Surety bonds for individuals and businesses.
A surety bond is a three-party agreement between the obligee, principal, and surety. A surety bond provides protection against financial loss by guaranteeing that a bonded principal will fulfill their obligations of compliance, payment, or performance of a contract.
What is a surety bond?
A surety bond is a three-party agreement between the obligee, principal, and surety. The obligee is the party requiring the bond. The principal is the party responsible for fulfilling the obligation described in the bond, which may guarantee the principal will abide by licensing statutes or that they will fulfill specific contract obligations ensuring performance and payment. If the principal defaults on their obligation, the principal and surety are bound to the obligee to fulfill the obligation or submit payment for damages based on the surety bond that was issued.
What is the purpose of a surety bond?
The purpose of a surety bond is to protect public and private interests against financial loss. The surety company must be profitable and must have a strong balance sheet. Acceptance of a guarantee of a party with a poor reputation or weak balance sheet does not inspire confidence that the obligation will be fulfilled.
Corporate surety has become a vital part of doing business in today’s economic society because there is no practical alternative to protecting public and private interests from financial loss. License and permit bonds, notary public bonds, probate bonds, court bonds, and public official bonds are all examples of surety bonds that guarantee the protection of public interests from financial loss.
What are the differences between surety and insurance?
Although surety companies are often regulated by state insurance departments, surety bonding is different from insurance. Insurance is a risk-sharing device. It assumes that there will be losses. The expected losses are calculated by actuaries. These losses, coupled with anticipated overhead and other expenses, form the basis for the premium.
Surety is not actuarially rated as is insurance. Both insurance and surety call their fee a “premium.” The surety’s premium is as much a service charge as a conventional premium, which is determined based on actual or anticipated losses. It is based largely on the cost of investigating the applicant and handling the transaction.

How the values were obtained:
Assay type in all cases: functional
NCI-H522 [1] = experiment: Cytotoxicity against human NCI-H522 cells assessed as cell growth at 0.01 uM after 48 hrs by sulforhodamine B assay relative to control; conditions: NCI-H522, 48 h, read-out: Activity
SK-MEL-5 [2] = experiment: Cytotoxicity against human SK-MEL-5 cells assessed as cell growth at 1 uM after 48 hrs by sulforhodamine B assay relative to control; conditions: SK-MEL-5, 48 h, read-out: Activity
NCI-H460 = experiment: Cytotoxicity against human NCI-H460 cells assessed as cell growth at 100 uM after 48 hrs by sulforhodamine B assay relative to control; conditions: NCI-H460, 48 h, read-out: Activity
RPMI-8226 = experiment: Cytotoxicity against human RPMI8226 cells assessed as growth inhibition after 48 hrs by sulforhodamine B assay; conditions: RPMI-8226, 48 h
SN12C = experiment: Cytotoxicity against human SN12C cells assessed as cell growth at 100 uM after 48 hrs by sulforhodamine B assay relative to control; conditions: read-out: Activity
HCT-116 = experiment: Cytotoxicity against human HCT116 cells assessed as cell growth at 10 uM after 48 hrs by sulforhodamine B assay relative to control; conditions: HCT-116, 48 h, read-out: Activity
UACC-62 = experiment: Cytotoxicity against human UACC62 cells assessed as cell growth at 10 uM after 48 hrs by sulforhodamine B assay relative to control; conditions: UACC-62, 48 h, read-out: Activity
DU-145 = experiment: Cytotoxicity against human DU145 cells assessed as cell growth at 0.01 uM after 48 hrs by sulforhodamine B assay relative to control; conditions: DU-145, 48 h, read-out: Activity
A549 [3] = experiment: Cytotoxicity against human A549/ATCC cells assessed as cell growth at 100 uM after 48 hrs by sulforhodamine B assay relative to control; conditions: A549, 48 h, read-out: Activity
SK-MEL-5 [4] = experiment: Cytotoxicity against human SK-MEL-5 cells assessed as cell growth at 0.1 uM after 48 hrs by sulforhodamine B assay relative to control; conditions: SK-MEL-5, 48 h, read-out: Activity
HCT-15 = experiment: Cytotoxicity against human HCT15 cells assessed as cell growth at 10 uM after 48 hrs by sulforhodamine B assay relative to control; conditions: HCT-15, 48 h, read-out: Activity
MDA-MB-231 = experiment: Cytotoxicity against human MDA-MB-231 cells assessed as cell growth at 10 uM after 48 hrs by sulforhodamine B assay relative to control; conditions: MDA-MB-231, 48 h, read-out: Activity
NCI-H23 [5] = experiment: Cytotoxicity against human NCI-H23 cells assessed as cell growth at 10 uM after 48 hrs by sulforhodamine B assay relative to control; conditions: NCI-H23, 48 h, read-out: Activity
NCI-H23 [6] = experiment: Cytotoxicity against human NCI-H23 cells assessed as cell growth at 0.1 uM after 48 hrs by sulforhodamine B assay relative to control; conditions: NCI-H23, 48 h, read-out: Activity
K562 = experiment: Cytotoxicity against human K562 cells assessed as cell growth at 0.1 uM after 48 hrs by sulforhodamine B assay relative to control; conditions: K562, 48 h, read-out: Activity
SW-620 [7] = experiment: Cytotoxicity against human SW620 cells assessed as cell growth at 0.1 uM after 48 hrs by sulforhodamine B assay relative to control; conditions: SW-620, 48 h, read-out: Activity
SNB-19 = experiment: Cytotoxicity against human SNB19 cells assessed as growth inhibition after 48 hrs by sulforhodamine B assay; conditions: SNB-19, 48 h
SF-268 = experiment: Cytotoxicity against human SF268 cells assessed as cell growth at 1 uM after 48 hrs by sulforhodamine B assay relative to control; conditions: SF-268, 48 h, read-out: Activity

Surety: A Form of Credit
Surety is as much like banking as insurance. Bankers extend credit in the form of dollars loaned or as a commitment to loan. Every banker granting a loan fully expects to have the loan repaid. The banker investigates the borrower in sufficient detail to assure that such will be the case. Surety underwriters proceed in the same way—the surety often bases an approval of a bond on the principal’s character, capital, and capacity to perform the obligation.
Suretyship vs. Insurance
In reality, an obligee does not want to have a claim against a surety bond. The obligee wants the principal to carry out their obligation. A surety bond is written because the obligee expects the surety company to weed out any applicant who cannot fulfill their commitments.
Are there alternatives to surety?
The obligee requiring a guarantee to protect public or private interests is the party that determines what form of security is acceptable to guarantee performance by the principal. While some obligees may accept alternatives to a surety bond, such as an irrevocable letter of credit or certificate of deposit payable to the obligee until the principal’s performance is complete, surety bonds are often a preferred method of guarantee. While a letter of credit payable to the obligee may provide a financial guarantee, it may not provide a performance guarantee that the principal will perform their duties on time or according to the contract.
In short, corporate sureties have the necessary knowledge, experience, and expertise in the especially crucial areas of underwriting and claims handling. State funds are not only lacking in these areas; they also frequently lack the proper staffing. Therefore, public protection can often only be maintained by an independent party—the surety. In addition, by taking responsibility for the investigation, evaluation, and recovery of loss, corporate sureties keep thousands of cases out of the legal system every year. The result is additional public savings.
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